We also introduced today a powerful new capability called Q Apps, which lets employees describe a natural language what apps they want to build on top of this internal data and Q Apps will quickly generate that app. This is going to make it so much easier for internal teams to build useful apps from their own data.

Q is not only the most functionally capable AI-powered assistant for software development and data but also setting the standard for performance. Q has the highest-known score and acceptance rate for code suggestions, outperforms all other publicly benchmarkable competitors and catching security vulnerabilities, and leads all software development assistants on connecting multiple steps together and applying automatic actions. Customers are gravitating to Q, and we already see companies like Brightcove, British Telecom, Datadog, GitLab, GoDaddy, National Australia Bank, NCS, Netsmart, Slam, Smartsheet, Sun Life, Tata Consultancy Services, Toyota, and Wiz using Q, and we've only been in beta until today.

I'd also caution folks not to overlook the security and operational performance elements of these gen AI services. It's less sexy but critically important. Most companies care deeply about the privacy of the data in their AI applications and the reliability of their training and production apps. If you've been paying attention to what's been happening in the last year or so, you can see there are big differences between providers on these dimensions. AWS has a meaningful edge, which is adding to the number of companies moving their AI focus to AWS.

We expect the combination of AWS' reaccelerating growth and high demand for gen AI to meaningfully increase year-over-year capital expenditures in 2024, which given the way the AWS business model works is a positive sign of the future growth. The more demand AWS has, the more we have to procure new data centers, power and hardware. And as a reminder, we spend most of the capital upfront. But as you've seen over the last several years, we make that up in operating margin and free cash flow down the road as demand steadies out. And we don't spend the capital without very clear signals that we can monetize it this way.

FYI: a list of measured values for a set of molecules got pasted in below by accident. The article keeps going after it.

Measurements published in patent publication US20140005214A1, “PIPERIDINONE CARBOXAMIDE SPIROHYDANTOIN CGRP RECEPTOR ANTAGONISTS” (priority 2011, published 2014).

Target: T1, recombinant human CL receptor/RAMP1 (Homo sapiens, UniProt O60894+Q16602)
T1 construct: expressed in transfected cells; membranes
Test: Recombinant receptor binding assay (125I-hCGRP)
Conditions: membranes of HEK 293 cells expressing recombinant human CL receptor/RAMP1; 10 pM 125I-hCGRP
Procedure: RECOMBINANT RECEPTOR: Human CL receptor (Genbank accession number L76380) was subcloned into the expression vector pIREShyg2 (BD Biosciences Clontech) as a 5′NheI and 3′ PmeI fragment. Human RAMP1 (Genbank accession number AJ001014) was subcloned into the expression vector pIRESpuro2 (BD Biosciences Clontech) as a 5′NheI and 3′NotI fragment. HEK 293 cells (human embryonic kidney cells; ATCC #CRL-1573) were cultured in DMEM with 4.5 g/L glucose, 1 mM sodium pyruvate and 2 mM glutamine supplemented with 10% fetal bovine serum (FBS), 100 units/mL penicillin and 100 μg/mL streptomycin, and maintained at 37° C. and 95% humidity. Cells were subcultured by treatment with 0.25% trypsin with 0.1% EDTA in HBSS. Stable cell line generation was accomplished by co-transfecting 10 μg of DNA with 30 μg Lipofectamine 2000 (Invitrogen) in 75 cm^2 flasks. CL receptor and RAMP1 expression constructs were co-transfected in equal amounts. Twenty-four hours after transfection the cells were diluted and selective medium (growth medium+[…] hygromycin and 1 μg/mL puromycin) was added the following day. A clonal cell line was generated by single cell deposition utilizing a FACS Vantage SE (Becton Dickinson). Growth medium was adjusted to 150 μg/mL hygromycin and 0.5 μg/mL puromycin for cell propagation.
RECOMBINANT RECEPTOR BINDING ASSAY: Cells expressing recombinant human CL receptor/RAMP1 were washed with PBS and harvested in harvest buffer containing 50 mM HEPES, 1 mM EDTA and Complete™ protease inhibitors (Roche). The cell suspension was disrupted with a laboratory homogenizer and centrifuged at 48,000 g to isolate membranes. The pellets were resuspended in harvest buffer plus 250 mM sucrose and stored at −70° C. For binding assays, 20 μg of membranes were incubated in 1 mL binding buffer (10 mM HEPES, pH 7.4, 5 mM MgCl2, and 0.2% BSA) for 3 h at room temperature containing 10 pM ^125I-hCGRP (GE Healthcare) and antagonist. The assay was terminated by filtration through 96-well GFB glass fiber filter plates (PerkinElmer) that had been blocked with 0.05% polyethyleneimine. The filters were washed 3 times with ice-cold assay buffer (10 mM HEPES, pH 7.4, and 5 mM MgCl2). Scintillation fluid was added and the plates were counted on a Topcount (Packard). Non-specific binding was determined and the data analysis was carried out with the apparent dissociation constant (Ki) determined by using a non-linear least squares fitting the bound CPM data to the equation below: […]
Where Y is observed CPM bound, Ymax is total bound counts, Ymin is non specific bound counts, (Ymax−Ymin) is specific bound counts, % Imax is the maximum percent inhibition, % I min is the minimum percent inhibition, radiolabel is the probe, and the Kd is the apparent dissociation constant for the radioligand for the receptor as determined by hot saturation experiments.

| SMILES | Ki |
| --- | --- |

We remain very bullish on AWS. We're at $100 billion-plus annualized revenue run rate, yet 85% or more of the global IT spend remains on-premises. And this is before you even calculate gen AI, most of which will be created over the next 10 to 20 years from scratch and on the cloud. There is a very large opportunity in front of us. We also continue to make strong progress on our newer investments. Our emerging international stores are growing and moving towards profitability. Our third-party logistics business offering services like Buy with Prime, Amazon shipping and multichannel fulfillment continues to grow well.

We just launched a Prime delivery grocery benefit that lets customers receive free unlimited grocery delivery for just $9.99 a month, which is great value and customers are responding accordingly. Later this year in Manhattan, we're launching a new smaller Whole Foods market concept called Whole Foods Market Daily Shops. Prime Video continues to produce compelling content, with Fallout being our latest big hit on the heels of a very successful Road House movie, with strong customer engagement in our original and partner content.

Our health services business is growing robustly as customers are loving our pharmacy customer experience, and we've launched same-day delivery of prescription medications to customers in 8 cities, including Los Angeles and New York City, with plans to expand to more than a dozen cities by the end of the year, with customers now getting first fill medications 75% faster year-over-year nationwide. And Kuiper is getting closer to having its production satellites in space and entering our commercial beta.

There's a lot of invention happening across our business, and I'm super grateful to all our employees for their hard work and ingenuity. I'll close by sharing that I'm enthusiastic about how we started this year. We have a lot of opportunity in front of us in every one of our businesses to make our customers' lives better and easier.

With that, I'll turn it over to Brian for a financial update.

Brian Olsavsky: Thanks, Andy. Starting with our top line financial results. Worldwide revenue was $143.3 billion, representing a 13% increase year-over-year, excluding the impact of foreign exchange and near the top end of our guidance range. I'd like to highlight a couple of points to help you interpret our growth rates. First, we saw an impact from leap year in Q1, which added approximately 120 basis points to the year-over-year quarterly revenue growth rate.